Learning about nutrition from 'food porn' and online quizzes

May 24, 2017

Many of our social media feeds are dominated by beautiful, mouth-watering photos of food. These photos inspire some serious food envy but could they also educate and encourage healthier eating?

That was the question explored by a team of researchers from the Department of Biomedical Informatics at Columbia University and the Harvard John A. Paulson School of Engineering and Applied Sciences (SEAS). The results of the study were presented at the ACM SIGCHI Conference on Human Factors in Computing Systems in Denver, CO.

"We know that humans learn by observing each other," said Marissa Burgermaster, a postdoctoral fellow at Columbia University and first author of the paper. "Our research explored whether we could leverage the popularity of online quizzes and food photos to develop new ways to teach people about nutrition."

So, Burgermaster and co-author Lena Mamykina, Assistant Professor of Biomedical Informatics at Columbia University, teamed up with Krzysztof Gajos, Gordon McKay Professor of Computer Science at SEAS, to develop an online experiment to test how people learn about nutrition.

Gajos is a pioneer in online experiments. In 2011, he co-founded LabInTheWild, an online platform for conducting behavioral research with unpaid, online volunteers.

Behavioral studies performed in conventional labs are often constrained by time, size and a homogenous volunteer pool -- usually a group of undergrads from similar backgrounds. But online platforms like LabInTheWild can collect experimental data from a large group of volunteers from diverse backgrounds over extended periods of time.

"Online experiments offer controlled but real-world environments to learn about the mechanisms of behavior," said Gajos. "These platforms offer a faster theory to experiment cycle and can provide more reliable data since the unpaid volunteers are motivated by curiosity or interest in social comparison."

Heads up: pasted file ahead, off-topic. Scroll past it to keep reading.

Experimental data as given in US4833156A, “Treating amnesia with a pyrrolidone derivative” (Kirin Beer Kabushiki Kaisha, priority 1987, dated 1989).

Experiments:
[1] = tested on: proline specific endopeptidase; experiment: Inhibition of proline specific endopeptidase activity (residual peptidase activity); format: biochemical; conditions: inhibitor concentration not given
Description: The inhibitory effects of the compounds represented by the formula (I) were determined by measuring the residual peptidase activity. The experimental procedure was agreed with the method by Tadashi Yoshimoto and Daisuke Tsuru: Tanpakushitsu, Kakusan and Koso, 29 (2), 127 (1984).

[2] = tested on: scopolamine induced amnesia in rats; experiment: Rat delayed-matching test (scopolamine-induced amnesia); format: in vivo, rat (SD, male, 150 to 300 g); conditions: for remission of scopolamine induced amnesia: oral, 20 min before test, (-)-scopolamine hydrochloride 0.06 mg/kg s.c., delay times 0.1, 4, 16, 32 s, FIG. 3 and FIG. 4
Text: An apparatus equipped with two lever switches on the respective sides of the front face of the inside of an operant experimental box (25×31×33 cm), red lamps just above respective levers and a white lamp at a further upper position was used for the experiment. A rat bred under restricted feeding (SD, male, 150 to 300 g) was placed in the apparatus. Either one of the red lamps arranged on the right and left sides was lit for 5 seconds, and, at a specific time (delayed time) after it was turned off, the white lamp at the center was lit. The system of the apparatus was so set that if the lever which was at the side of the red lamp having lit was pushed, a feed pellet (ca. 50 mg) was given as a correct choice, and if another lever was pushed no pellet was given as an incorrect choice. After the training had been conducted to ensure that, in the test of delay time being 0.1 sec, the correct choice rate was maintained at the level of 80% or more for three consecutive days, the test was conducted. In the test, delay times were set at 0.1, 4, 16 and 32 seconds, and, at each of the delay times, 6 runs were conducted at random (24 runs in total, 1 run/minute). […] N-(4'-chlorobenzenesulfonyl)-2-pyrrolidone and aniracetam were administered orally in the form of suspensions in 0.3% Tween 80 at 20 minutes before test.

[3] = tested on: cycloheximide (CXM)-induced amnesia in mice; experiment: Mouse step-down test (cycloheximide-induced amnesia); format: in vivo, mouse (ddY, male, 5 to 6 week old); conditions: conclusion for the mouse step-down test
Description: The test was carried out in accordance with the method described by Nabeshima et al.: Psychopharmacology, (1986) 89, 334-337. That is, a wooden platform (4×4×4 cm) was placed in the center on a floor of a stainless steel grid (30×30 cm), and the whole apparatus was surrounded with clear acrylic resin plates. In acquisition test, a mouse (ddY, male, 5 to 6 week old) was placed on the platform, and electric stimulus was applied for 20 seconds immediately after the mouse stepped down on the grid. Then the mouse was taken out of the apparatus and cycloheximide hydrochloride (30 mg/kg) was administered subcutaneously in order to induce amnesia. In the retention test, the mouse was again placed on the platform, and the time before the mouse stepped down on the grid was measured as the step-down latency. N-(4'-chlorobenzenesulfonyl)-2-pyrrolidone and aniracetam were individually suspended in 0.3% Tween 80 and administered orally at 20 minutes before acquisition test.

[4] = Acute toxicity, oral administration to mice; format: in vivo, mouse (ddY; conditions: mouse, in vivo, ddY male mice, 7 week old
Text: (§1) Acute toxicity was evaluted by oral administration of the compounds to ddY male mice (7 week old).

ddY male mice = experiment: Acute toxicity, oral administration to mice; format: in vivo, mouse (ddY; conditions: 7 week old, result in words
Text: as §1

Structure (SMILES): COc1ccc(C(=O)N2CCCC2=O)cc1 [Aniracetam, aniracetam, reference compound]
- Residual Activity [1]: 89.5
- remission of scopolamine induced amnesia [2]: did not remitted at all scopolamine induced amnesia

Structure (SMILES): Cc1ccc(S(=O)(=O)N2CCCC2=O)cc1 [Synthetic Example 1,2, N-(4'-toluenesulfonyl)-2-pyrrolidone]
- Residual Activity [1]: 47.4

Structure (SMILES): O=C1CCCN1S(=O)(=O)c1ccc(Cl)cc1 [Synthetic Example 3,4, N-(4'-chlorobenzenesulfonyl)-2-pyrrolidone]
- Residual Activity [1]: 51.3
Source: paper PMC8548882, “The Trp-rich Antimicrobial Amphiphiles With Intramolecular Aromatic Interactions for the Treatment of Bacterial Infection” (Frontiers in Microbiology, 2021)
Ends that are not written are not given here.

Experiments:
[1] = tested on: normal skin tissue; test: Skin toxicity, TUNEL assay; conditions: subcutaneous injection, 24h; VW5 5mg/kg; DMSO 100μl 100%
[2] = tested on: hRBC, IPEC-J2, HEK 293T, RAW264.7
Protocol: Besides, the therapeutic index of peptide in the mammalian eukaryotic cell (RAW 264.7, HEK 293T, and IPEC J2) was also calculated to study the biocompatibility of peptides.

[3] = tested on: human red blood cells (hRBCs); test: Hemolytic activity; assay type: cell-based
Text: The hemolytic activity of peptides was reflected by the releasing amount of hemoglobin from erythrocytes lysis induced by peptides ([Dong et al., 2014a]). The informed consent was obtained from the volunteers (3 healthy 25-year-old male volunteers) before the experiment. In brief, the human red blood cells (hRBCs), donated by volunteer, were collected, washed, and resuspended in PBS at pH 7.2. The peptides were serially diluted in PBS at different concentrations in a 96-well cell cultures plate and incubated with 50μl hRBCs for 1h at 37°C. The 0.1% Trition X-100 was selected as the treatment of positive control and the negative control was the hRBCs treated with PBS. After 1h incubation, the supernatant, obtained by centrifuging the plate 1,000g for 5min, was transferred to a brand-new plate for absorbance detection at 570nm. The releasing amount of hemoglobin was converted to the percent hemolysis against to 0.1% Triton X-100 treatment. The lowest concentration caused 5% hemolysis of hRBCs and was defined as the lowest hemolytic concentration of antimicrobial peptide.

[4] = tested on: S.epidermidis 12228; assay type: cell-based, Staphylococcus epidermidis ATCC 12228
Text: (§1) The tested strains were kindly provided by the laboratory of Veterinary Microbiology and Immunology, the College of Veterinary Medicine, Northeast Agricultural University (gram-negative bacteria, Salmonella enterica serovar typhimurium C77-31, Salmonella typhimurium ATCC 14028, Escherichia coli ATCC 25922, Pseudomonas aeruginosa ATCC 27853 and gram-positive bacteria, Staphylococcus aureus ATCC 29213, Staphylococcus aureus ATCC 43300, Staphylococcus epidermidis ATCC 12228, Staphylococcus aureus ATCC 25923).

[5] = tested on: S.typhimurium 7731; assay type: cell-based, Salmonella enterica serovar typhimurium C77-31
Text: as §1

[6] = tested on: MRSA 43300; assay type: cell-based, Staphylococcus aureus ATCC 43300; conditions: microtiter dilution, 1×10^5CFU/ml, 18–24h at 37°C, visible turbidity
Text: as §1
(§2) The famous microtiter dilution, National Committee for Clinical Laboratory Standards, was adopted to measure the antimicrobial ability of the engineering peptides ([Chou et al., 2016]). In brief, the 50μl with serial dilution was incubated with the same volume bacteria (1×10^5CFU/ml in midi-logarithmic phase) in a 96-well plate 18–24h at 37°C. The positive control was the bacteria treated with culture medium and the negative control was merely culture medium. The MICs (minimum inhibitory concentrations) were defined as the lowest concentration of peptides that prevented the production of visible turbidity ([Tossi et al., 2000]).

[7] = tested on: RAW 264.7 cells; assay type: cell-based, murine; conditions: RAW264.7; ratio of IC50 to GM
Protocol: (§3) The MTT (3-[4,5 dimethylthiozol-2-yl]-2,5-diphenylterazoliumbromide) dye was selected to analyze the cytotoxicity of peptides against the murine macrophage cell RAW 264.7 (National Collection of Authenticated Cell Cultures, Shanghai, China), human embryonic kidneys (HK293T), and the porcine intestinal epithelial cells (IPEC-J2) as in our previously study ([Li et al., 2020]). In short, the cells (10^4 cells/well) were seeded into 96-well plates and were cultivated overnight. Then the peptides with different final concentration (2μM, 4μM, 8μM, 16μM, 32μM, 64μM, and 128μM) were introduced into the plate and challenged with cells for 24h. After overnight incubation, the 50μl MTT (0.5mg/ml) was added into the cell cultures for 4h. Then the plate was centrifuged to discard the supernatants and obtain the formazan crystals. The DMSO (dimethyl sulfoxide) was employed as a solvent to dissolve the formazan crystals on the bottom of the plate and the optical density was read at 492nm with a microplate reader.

Using LabInTheWild, the researchers designed an experiment to test how people learn about nutrition in the context of a social, online quiz. The team was specifically interested in participants' knowledge of macronutrients, including carbohydrates, protein, fat and fiber.

The experiment asked participants to compare photographs of meals -- such as split pea soup and black bean soup -- and identify which meal was higher in a specific macronutrient, such as carbohydrates.

After each answer, participants received one of the following responses: Later in the quiz, participants were asked to evaluate another pair of meals that included the same key ingredients to measure whether or not they learned anything from the feedback they received.

About 2000 people participated in the experiment over a six-month period.

The researchers found that, unsurprisingly, the participants who received additional information explaining the correctness of their answer did better on the quiz and learned more than participants who got no feedback or no explanations.

However, the team also found that there was no significant difference between explanations generated by experts and explanations generated by peers.

"These findings suggest that rather than relying on experts to teach nutrition literacy online, we can corral the wisdom of the crowd to help people make more informed decisions to improve their health," said Mamykina.

"We're never going to be able to unleash an army of expert nutritionists to correct all the nutrition information on social media," said Burgermaster. "But we can tap into a larger, online social network. Our research shows that those social platforms could be used for learning and to nudge people towards healthy behaviors."

"This research is another example of the transforming relationship between science and society," said Gajos. "By participating in an online experiment, participants gained knowledge that directly impacts their own life and decision making."
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Harvard John A. Paulson School of Engineering and Applied Sciences

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